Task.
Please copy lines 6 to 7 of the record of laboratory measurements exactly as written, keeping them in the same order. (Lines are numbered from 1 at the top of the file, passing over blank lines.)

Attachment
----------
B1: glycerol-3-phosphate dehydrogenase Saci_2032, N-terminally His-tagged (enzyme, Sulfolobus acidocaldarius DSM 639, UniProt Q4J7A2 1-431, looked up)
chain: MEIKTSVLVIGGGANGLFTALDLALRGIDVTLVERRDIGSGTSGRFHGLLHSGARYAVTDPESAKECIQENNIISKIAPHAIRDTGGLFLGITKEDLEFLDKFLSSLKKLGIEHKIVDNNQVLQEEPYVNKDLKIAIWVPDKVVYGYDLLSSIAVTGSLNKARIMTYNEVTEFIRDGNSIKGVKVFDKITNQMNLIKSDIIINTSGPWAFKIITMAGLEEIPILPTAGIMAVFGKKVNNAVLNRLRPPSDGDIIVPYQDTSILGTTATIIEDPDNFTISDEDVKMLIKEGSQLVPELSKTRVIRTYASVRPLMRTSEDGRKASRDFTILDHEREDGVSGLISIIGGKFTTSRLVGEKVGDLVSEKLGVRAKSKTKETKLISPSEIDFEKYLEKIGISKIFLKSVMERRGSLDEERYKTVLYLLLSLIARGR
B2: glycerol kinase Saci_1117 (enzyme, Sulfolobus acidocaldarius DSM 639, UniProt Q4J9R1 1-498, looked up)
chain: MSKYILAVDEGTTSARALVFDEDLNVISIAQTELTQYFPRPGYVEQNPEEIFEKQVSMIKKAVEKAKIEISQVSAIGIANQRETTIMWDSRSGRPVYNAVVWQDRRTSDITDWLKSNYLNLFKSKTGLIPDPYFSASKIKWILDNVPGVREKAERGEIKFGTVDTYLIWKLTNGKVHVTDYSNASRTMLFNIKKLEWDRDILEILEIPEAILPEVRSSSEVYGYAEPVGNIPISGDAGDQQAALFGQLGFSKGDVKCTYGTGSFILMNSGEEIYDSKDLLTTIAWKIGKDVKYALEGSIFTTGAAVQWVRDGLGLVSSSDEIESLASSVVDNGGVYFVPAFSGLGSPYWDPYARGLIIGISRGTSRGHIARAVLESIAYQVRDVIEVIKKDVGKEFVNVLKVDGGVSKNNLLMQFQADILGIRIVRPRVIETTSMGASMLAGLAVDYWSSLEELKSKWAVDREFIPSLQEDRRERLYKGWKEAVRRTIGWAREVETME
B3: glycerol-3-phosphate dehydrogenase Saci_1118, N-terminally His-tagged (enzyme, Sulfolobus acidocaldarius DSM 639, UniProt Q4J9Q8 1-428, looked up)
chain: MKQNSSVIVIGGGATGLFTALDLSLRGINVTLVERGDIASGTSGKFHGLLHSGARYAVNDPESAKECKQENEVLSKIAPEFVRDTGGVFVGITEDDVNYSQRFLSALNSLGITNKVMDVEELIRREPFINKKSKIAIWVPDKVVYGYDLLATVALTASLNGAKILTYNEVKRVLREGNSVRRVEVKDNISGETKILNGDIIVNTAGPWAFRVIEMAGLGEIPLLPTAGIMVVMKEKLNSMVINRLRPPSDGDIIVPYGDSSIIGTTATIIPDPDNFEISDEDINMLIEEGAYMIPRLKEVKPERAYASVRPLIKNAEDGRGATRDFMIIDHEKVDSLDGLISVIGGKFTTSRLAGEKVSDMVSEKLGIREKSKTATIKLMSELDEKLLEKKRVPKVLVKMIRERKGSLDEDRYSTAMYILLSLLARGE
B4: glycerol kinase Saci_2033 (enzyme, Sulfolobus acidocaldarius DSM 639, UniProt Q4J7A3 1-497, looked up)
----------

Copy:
chain: MKQNSSVIVIGGGATGLFTALDLSLRGINVTLVERGDIASGTSGKFHGLLHSGARYAVNDPESAKECKQENEVLSKIAPEFVRDTGGVFVGITEDDVNYSQRFLSALNSLGITNKVMDVEELIRREPFINKKSKIAIWVPDKVVYGYDLLATVALTASLNGAKILTYNEVKRVLREGNSVRRVEVKDNISGETKILNGDIIVNTAGPWAFRVIEMAGLGEIPLLPTAGIMVVMKEKLNSMVINRLRPPSDGDIIVPYGDSSIIGTTATIIPDPDNFEISDEDINMLIEEGAYMIPRLKEVKPERAYASVRPLIKNAEDGRGATRDFMIIDHEKVDSLDGLISVIGGKFTTSRLAGEKVSDMVSEKLGIREKSKTATIKLMSELDEKLLEKKRVPKVLVKMIRERKGSLDEDRYSTAMYILLSLLARGE
B4: glycerol kinase Saci_2033 (enzyme, Sulfolobus acidocaldarius DSM 639, UniProt Q4J7A3 1-497, looked up)